king kong

And much like kong, we’re frustrated that that was all he did.

One curious observation, in his Lord of the Rings saga, the end of the third film seemed to drag on forever. I was convinced this is a reflection of the material, not the director. King Kong seemed to linger on forever, both the film and the ape, before the end. So much so that the impact of the end was dissipated in anticipation of getting out of the theater

Naomi Watts as the woman in distress was very good. Anthony Serkis continues to be the best actor to not appear in the flesh.  Adrien Brody was convincing in his role as tormented play-write.

The actor who impressed me was Jack Black. Originally, I thought he was incapable of playing a dramatic role. And for a while his character Carl Denham appears to be the comic relief, but towards the end he manages to steal the show. Which given that that’s when the ape rampages through the city, should tell you something.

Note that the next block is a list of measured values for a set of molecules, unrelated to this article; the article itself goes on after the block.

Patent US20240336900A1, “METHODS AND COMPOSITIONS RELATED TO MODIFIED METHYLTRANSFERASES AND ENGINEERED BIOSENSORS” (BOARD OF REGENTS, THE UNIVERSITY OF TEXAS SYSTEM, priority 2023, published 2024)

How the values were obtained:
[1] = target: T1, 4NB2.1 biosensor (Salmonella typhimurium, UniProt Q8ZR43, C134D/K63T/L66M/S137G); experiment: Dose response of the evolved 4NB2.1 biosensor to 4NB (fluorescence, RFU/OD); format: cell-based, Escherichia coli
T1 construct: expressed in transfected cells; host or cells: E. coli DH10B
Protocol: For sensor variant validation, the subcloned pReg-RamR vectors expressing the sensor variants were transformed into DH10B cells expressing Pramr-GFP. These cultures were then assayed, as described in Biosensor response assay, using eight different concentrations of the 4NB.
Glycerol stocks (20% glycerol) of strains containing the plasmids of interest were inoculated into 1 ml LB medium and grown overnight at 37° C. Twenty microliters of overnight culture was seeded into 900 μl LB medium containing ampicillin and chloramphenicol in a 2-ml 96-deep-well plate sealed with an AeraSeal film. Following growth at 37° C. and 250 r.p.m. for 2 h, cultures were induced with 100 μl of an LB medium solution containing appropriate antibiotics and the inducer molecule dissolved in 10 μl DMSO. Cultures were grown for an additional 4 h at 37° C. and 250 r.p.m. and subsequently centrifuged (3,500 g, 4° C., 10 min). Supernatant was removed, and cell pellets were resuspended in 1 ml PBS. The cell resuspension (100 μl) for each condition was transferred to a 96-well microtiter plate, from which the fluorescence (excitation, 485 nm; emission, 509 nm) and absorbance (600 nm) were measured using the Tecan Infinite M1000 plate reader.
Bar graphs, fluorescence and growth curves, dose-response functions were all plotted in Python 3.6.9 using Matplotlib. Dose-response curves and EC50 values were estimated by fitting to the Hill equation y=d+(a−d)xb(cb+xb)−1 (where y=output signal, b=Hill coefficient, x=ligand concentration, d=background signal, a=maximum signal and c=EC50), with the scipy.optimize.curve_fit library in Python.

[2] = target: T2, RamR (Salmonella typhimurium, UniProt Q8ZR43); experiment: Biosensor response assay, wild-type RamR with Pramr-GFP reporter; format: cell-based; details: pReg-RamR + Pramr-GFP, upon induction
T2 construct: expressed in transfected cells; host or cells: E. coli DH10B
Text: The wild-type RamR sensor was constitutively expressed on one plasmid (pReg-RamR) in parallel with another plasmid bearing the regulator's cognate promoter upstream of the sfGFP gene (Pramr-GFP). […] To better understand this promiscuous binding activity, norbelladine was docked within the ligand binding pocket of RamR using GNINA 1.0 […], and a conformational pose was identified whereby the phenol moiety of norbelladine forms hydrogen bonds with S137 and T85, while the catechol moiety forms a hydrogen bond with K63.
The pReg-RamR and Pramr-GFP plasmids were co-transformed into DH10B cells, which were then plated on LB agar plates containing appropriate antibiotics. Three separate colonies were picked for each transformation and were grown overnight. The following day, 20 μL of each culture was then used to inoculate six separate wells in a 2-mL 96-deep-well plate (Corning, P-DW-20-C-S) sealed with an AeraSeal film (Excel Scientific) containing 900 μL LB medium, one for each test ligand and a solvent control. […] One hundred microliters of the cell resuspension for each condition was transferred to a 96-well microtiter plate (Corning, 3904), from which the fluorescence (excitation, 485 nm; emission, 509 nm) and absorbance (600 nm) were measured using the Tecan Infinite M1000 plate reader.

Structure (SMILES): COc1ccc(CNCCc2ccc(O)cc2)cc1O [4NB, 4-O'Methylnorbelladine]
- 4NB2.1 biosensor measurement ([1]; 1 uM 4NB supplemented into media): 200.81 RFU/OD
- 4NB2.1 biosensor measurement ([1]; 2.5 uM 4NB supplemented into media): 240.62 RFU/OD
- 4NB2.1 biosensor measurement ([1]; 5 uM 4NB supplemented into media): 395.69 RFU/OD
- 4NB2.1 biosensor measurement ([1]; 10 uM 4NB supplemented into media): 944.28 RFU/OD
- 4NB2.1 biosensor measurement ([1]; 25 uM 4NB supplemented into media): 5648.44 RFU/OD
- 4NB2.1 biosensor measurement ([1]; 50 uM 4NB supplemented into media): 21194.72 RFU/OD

Movie Review: The Lords of War

In the Soviet Union there was a very specific kind of subversive movie that was popular. The movie appeared to the censors to applaud the status-quo while at the same time skewering it to someone who could read between the lines.

The Lords of War is exactly that kind of movie. On the face of it, the movie is about Yuri Orlov, played by Nicholas Cage, a disaffected bored young American who stumbles on the gun trade as a way to make money. The story follows the expected arc. Yuri discovers the gun trade. Yuri becomes successful in the gun trade. Yuri gets the babe and fortune and a little bit of fame. Babe convinces Yuri that the gun trade is evil. Yuri abandons the gun trade. Yuri tries to go for one more score that goes hopelessly awry. Yuri loses everything.